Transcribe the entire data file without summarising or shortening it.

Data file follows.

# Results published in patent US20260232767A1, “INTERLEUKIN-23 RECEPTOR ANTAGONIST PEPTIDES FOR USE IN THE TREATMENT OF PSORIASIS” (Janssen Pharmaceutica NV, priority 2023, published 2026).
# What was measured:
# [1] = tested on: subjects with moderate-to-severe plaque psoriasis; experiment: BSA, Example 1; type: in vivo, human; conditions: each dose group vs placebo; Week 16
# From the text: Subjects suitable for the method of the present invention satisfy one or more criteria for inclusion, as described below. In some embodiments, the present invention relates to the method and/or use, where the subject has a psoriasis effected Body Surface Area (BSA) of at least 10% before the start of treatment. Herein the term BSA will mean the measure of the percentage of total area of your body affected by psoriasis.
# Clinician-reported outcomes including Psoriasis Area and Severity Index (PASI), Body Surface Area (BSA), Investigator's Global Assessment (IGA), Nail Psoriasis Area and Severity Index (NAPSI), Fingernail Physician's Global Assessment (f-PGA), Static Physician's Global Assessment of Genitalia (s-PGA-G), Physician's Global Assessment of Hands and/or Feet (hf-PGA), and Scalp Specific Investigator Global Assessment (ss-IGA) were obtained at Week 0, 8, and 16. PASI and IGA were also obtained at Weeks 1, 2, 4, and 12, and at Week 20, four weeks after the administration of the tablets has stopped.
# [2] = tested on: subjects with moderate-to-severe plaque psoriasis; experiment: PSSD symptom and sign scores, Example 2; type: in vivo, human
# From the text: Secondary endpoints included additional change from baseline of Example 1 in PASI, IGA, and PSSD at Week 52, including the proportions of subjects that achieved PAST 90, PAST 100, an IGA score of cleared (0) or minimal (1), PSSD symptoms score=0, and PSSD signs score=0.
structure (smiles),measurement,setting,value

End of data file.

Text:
# Results published in patent US20260232767A1, “INTERLEUKIN-23 RECEPTOR ANTAGONIST PEPTIDES FOR USE IN THE TREATMENT OF PSORIASIS” (Janssen Pharmaceutica NV, priority 2023, published 2026).
# What was measured:
# [1] = tested on: subjects with moderate-to-severe plaque psoriasis; experiment: BSA, Example 1; type: in vivo, human; conditions: each dose group vs placebo; Week 16
# From the text: Subjects suitable for the method of the present invention satisfy one or more criteria for inclusion, as described below. In some embodiments, the present invention relates to the method and/or use, where the subject has a psoriasis effected Body Surface Area (BSA) of at least 10% before the start of treatment. Herein the term BSA will mean the measure of the percentage of total area of your body affected by psoriasis.
# Clinician-reported outcomes including Psoriasis Area and Severity Index (PASI), Body Surface Area (BSA), Investigator's Global Assessment (IGA), Nail Psoriasis Area and Severity Index (NAPSI), Fingernail Physician's Global Assessment (f-PGA), Static Physician's Global Assessment of Genitalia (s-PGA-G), Physician's Global Assessment of Hands and/or Feet (hf-PGA), and Scalp Specific Investigator Global Assessment (ss-IGA) were obtained at Week 0, 8, and 16. PASI and IGA were also obtained at Weeks 1, 2, 4, and 12, and at Week 20, four weeks after the administration of the tablets has stopped.
# [2] = tested on: subjects with moderate-to-severe plaque psoriasis; experiment: PSSD symptom and sign scores, Example 2; type: in vivo, human
# From the text: Secondary endpoints included additional change from baseline of Example 1 in PASI, IGA, and PSSD at Week 52, including the proportions of subjects that achieved PAST 90, PAST 100, an IGA score of cleared (0) or minimal (1), PSSD symptoms score=0, and PSSD signs score=0.
structure (smiles),measurement,setting,value